The consequences of an open labour market in a closed product market in the economic environment of European professional football
AbstractEver since the Bosman case opened the labour market for players in European professional football, competitive balance has reduced in favour of the Big 5 leagues (England, Spain, Italy, Germany and France). In this article we show that changing structures towards an open labour market in a closed product market resulted in a migration of player talents towards the major leagues and teams and in a competitive disadvantage for the smaller market leagues and their teams. Next to a theoretical argumentation, we provide empirical evidence and assess future options for the structure of European professional football.
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Bibliographic InfoPaper provided by International Association of Sports Economists & North American Association of Sports Economists in its series Working Papers with number 0830.
Length: 16 pages
Date of creation: Dec 2008
Date of revision:
Bosman case; competitive balance; international labour mobility; professional team sports; stepping stone league;
Find related papers by JEL classification:
- J61 - Labor and Demographic Economics - - Mobility, Unemployment, Vacancies, and Immigrant Workers - - - Geographic Labor Mobility; Immigrant Workers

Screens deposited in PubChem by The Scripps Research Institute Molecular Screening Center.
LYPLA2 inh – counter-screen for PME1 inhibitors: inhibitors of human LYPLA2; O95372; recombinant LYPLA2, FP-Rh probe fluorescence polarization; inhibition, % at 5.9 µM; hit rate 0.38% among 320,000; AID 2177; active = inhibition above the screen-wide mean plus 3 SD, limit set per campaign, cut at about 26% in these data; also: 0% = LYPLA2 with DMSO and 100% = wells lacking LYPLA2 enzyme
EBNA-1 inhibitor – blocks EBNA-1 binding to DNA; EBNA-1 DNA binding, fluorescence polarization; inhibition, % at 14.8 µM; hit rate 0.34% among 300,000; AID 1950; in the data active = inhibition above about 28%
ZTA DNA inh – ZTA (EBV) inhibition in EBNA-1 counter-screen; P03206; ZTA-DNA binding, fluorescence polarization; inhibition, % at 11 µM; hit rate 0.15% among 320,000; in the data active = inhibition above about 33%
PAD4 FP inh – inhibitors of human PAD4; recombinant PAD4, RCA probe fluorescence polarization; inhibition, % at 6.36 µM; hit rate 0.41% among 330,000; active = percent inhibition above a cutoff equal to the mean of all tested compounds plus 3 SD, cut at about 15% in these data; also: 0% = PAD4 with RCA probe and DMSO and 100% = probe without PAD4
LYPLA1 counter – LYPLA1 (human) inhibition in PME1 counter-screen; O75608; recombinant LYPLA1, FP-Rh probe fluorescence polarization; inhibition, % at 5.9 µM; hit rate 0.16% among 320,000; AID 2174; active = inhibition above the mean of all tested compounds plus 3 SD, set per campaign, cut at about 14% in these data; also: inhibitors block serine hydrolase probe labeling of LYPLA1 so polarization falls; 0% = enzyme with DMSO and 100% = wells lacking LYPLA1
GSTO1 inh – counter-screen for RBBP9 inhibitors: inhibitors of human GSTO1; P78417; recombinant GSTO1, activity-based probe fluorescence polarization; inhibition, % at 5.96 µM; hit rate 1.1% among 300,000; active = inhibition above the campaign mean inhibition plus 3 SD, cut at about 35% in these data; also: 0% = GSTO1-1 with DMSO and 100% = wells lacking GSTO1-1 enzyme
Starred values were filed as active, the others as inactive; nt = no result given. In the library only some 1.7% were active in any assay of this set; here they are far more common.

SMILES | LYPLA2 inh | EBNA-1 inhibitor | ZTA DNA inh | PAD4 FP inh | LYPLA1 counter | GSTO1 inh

- L52 - Industrial Organization - - Regulation and Industrial Policy - - - Industrial Policy; Sectoral Planning Methods
- L83 - Industrial Organization - - Industry Studies: Services - - - Sports; Gambling; Restaurants; Recreation; Tourism
This paper has been announced in the following NEP Reports:
- NEP-ALL-2008-12-07 (All new papers)
- NEP-LAB-2008-12-07 (Labour Economics)
- NEP-MIG-2008-12-07 (Economics of Human Migration)
- NEP-SPO-2008-12-07 (Sports & Economics)
Please report citation or reference errors to , or , if you are the registered author of the cited work, log in to your RePEc Author Service profile, click on "citations" and make appropriate adjustments.:
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"The Champions League And The Coase Theorem,"
Scottish Journal of Political Economy,
Scottish Economic Society, vol. 54(3), pages 355-373, 07.
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